The enemy of my enemy is my friend – not this time

The United States and its allies clearly were blindsided by Russian President Vladimir Putin’s pretentious deployment of troops, combat aircraft and tanks to a base near Latakia, Syria. The U.S. response to this incursion was that sooner or later, he will have to show progress in reducing ISIS influence in Syria while taming Assad’s attacks on his own people. “Putin owns this problem now, even if he doesn’t know that yet,” one administration official said.

Some even suggest that it might be best to “walk away from Syria and let Putin take responsibility for the whole thing.” Unclear, however, is what Putin really expects to accomplish. To start, we go to a hypothetical interview with Russian President Vladimir Putin with answers based on recent comments made by Putin or his top advisors:

Q: Mr. President, your bold deployment of military forces into Syria has seemingly raised the stakes for all nations involved. Many analysts believe that your effort to sustain the Assad reign of terror only will prolong the agony of the Syrian people. What is your goal in Syria?

A: It’s really quite simple. ISIS is becoming stronger every day with recruits from around the world, including the U.S., joining their violent cause at an alarming rate. ISIS is a threat everywhere in the world, and I don’t want to have to fight them within my country’s borders. Strong leadership is needed.

Q: Why now? And why you? What triggered this move?

A: The United States has abandoned its leadership role in the Middle East. President Obama’s refusal to establish a ground-based military presence in Syria, coupled with the less than satisfactory outcomes in Iraq and Afghanistan, left a void in the region. Further, the U.S.-led coalition against ISIS has foundered. The $500 million U.S. program to train 5,000 Syrian fighters to take on ISIS failed badly. But there is more. Just look at Iraq and Afghanistan. ISIS controls vast territories of Iraq, and the Taliban just captured the important northern Afghanistan city of Kunduz, where thousands of U.S.-trained Afghan troops ran from a few hundred Taliban soldiers. Why me? Because I am willing to commit combat power. I am welcomed by the leadership of Syria, and I have the support of my people at home.

Q: What about the poll by Moscow’s Levada Center showing that only 39 percent of Russian respondents support your policy towards the Assad regime and 69 percent oppose direct military intervention in Syria?

A: More propaganda from a few dissidents. I have very strong support from the citizens of my country.

Q: There are many on-scene reports indicating that your first bombing raids killed more than 30 innocent people in areas not occupied by ISIS.

A: Our opening air missions were preemptive strikes against militants. No civilians were killed. We are ready for such information attacks. The first false reports came even before our jets took off. Your Pentagon manufactured this information. You would, of course, understand that we also will be attacking other groups that hinder our efforts in Syria.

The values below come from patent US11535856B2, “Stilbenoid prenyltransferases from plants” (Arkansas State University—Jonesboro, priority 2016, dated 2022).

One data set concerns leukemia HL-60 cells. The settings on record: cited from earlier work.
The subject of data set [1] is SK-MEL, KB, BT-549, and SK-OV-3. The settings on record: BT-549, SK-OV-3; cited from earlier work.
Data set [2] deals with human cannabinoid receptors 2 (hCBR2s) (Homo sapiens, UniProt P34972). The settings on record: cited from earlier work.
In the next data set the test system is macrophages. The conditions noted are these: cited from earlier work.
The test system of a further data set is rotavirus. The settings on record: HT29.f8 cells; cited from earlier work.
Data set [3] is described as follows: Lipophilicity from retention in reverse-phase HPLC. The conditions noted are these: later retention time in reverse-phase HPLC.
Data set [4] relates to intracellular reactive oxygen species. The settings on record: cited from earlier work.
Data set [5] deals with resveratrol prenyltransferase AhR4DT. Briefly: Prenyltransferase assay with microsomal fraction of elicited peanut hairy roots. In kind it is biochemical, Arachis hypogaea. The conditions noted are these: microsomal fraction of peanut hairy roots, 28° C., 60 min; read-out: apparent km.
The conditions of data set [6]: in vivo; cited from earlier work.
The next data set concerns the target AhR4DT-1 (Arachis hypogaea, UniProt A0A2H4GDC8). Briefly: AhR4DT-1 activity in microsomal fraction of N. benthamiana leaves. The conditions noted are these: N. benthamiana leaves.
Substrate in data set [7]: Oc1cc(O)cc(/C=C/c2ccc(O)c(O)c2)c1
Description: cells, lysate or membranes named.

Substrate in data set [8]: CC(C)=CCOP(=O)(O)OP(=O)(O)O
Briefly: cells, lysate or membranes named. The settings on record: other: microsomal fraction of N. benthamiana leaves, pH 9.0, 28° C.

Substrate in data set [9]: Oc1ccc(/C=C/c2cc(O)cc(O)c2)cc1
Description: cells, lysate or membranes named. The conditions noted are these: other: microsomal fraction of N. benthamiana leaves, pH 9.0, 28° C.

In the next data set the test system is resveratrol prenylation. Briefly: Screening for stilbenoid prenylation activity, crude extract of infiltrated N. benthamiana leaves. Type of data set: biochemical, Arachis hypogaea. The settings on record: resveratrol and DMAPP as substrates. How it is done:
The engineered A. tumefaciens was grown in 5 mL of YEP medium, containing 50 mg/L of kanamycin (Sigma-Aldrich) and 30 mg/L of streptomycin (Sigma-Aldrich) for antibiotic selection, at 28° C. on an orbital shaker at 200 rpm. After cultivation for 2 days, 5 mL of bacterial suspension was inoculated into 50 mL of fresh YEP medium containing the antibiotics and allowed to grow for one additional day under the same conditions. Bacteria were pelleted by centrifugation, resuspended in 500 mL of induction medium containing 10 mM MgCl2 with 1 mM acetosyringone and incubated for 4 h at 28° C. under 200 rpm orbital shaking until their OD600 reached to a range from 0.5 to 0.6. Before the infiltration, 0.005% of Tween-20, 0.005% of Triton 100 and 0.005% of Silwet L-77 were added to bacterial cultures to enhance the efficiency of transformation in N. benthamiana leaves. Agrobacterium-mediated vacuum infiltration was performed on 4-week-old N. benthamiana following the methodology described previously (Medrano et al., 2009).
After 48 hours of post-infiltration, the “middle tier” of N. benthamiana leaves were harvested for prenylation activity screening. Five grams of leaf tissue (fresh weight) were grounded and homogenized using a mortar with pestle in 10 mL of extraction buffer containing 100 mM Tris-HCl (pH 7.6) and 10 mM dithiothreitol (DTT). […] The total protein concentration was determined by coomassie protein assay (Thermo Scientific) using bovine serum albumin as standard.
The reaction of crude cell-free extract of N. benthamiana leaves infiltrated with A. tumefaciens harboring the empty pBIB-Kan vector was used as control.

Q: While it is clear to many international observers that President Assad’s days are numbered, your strategy depends on him remaining in power. As someone whose influence is apparently waning, who has wantonly killed more than 250,000 of his citizens, and who is responsible for 3 million refugees seeking asylum elsewhere in the world, why should he be kept in office?

A: Russia’s goal is to defend Assad; whoever is against him is a destabilizing factor. It would be an enormous mistake to refuse to cooperate with the Syrian government and its armed forces, which are valiantly fighting terrorism face-to-face. Assad’s removal would create political cacophony and hand the country to ISIS.

Q: One last question. There are now 12 countries bombing targets in Syria. Aren’t you worried that a split-second misjudgment on the part of just one of these pilots would add a wholly new and dangerous dimension to the situation?

A: We are setting up a coordination center in Baghdad to control Syrian, Iraqi, Iranian and Russian air sorties. We did advise the Americans where we planned to strike and warned them to clear the skies.

As the past few days have shown clearly, Putin is in Syria to shore up a failing tyrant and, using ISIS as a pretext, to destroy systematically elements opposing Assad. Several U.S. analysts, however, see a deeper agenda emerging: From his early KGB days until the present, Putin has feared a popular uprising that would destroy his own country. He witnessed the fall of the Berlin Wall, the demise of the Soviet Union and the chaos brought about by U.S.-supported leadership changes in Egypt, Libya and Iraq. Consequently, Putin fears that the United States plans to destroy Russia by covertly inflaming dissidents to revolutionary fervor.

Putin may not fully accomplish his objectives of keeping Assad in power indefinitely and defeating ISIS, but his demonstrated willingness to crush resistance movements brutally, imperiling leaders of other nations, will not be lost on the Russian people.

Fred Benson is a resident of Mount Desert and publishes Capitol Commentary, an independent political newsletter.

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